by Marina Orhei
MONACO. With their endless expanse of sun-drenched deserts, some countries have the potential to be sunshine super powers, whilst other countries that entirely lie in this wet-humid zone are by far the least favoured in solar power. For instance, Morocco has one the highest rates of solar insolation of any country. The country receives about 3,000 hours of sunshine annually. In the meantime, Dubai (UAE) is looking forward to trouncing the capacity of Morocco, the world’s current record-holder. And so on in alphabetical order…until we will find out how the tiny Principality of Monaco’s shines for the Oceans’ protection with its solar energy projects.
Africa is often considered and referred as the “Sun continent” or the continent where the Sun’s influence is the greatest. According to the “World Sunshine Map”, Africa receives many more hours of bright sunshine during the course of the year than any other continent of the Earth: many of the sunniest places on the planet lie there. Despite the large solar potential, penetration of solar power in Africa’s energy sector is still very low. Future installations for harvesting solar energy in Africa will tend not to be found within the equatorial and subequatorial climate zones, that are located in the western part of Central Africa usually near the equator but that extend as far north and south as the 8th or 9th parallel in both hemispheres, since they are systematically linked with almost permanent cloud cover and only intermittent bright sunshine. Therefore, countries that entirely lie in this wet-humid zone such as the Republic of Congo, Equatorial Guinea, Gabon, Rwanda, Tanzania, Uganda, Burundi, Liberia and Sierra Leone are perhaps in need of a “breakthrough energy miracle that provides cheap, clean energy for everyone.” as Bill Gates argued recently in his talk at the University of Pretoria in South Africa. “When I say “miracle”, he said, I mean a kind of thing like a computer on a chip, or the Internet, or the cell phone, that are really quite miraculous. Most people would not have predicted them, and their effect has been very, very dramatic. I think all of us expect and count on more miracles.“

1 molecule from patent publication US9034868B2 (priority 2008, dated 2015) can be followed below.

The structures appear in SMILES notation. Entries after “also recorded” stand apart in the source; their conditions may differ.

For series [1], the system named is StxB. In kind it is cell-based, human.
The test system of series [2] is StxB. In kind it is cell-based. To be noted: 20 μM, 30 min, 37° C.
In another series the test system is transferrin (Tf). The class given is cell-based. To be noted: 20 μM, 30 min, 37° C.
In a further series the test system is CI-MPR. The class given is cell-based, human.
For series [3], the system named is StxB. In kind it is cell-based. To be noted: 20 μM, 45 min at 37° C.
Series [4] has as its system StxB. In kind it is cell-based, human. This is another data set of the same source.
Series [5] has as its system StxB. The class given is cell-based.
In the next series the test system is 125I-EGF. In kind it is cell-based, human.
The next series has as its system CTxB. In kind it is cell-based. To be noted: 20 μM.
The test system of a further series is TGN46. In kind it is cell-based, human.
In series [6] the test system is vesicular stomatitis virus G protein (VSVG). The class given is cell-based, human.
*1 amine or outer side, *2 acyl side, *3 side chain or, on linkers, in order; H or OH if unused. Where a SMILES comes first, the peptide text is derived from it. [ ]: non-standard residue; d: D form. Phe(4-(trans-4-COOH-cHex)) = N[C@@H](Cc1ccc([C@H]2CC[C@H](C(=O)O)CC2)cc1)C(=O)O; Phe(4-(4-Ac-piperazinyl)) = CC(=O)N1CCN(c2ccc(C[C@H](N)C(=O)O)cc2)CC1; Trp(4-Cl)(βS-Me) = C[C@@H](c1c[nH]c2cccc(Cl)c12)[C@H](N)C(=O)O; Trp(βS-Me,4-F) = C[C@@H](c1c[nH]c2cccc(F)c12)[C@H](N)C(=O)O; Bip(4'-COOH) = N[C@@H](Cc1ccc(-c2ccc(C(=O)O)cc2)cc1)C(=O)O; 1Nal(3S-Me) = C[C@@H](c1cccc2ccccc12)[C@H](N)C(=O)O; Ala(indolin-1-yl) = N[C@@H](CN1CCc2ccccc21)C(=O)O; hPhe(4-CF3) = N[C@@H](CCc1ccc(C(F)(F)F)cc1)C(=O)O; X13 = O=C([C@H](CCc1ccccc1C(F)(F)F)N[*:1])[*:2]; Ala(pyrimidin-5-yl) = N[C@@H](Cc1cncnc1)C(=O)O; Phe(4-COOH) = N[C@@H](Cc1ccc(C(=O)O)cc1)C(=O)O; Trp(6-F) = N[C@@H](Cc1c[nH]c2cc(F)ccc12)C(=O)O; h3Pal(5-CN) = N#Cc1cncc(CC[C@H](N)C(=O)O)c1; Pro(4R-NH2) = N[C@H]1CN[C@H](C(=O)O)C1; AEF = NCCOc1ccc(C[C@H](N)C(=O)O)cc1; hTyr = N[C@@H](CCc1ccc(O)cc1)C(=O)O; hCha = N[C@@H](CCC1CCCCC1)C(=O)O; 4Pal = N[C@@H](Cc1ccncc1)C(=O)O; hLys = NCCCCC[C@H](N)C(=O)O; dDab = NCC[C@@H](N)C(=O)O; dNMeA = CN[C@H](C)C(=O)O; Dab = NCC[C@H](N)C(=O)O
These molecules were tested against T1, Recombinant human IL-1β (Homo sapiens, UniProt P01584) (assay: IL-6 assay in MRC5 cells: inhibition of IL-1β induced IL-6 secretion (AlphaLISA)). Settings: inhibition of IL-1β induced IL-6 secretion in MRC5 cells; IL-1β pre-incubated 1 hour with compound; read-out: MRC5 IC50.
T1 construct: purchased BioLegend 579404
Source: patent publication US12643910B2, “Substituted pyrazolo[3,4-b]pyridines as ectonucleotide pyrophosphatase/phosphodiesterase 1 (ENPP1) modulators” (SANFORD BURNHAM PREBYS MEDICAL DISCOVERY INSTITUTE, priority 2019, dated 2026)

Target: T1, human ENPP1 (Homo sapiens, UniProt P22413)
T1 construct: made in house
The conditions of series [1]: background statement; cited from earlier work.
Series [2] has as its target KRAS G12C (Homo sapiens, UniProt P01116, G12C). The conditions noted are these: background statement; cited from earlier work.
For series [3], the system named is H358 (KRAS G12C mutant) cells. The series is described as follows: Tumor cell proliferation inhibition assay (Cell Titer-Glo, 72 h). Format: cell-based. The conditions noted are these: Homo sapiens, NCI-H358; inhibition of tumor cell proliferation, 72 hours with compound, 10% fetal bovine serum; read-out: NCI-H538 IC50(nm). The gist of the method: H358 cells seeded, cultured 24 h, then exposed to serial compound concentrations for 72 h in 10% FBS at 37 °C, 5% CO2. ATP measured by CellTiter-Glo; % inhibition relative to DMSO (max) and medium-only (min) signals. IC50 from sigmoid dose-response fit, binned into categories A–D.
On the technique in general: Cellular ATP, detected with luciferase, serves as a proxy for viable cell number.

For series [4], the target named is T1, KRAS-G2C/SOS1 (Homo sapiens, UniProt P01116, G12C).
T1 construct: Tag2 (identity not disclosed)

In the meantime, many perpetually sunny African nations like Egypt, Libya, Algeria, Morocco, Niger, Sudan, South Africa and Namibia for instance could rely on developing their tremendous solar resources on a large scale thanks to the immense surface of their territory and at reduced prices. Projects called “concentrated solar plants” consist of a large number of movable mirrors that can follow the sun’s path and harness sunlight to melt salt. The molten salt stores energy and can be used to power a steam turbine, allowing for energy production even when the sun isn’t shining. Developing a cutting edge solar technology, the plant is aimed at reducing the African countries’ carbon emissions.
ASIA – MIDWEST
Mohammed bin Rashid Al Maktoum Solar Park & control-centre compound in DUBAI will be the World’s Largest Concentrated Solar Power Plant. The Dubai Water and Electricity Authority (DEWA) has announced the second phase of a massive solar project located in the Mohammed bin Rashid Al Maktoum Solar Park. The ambitious project is part of the Dubai Clean Energy Strategy 2050, which aims to provide 7 per cent of the emirate’s total power output from clean energy sources by 2020, 25 per cent by 2030 and 75 per cent by 2050, Saeed Mohammed Al Tayer, DEWA CEO and managing director, said in a statement.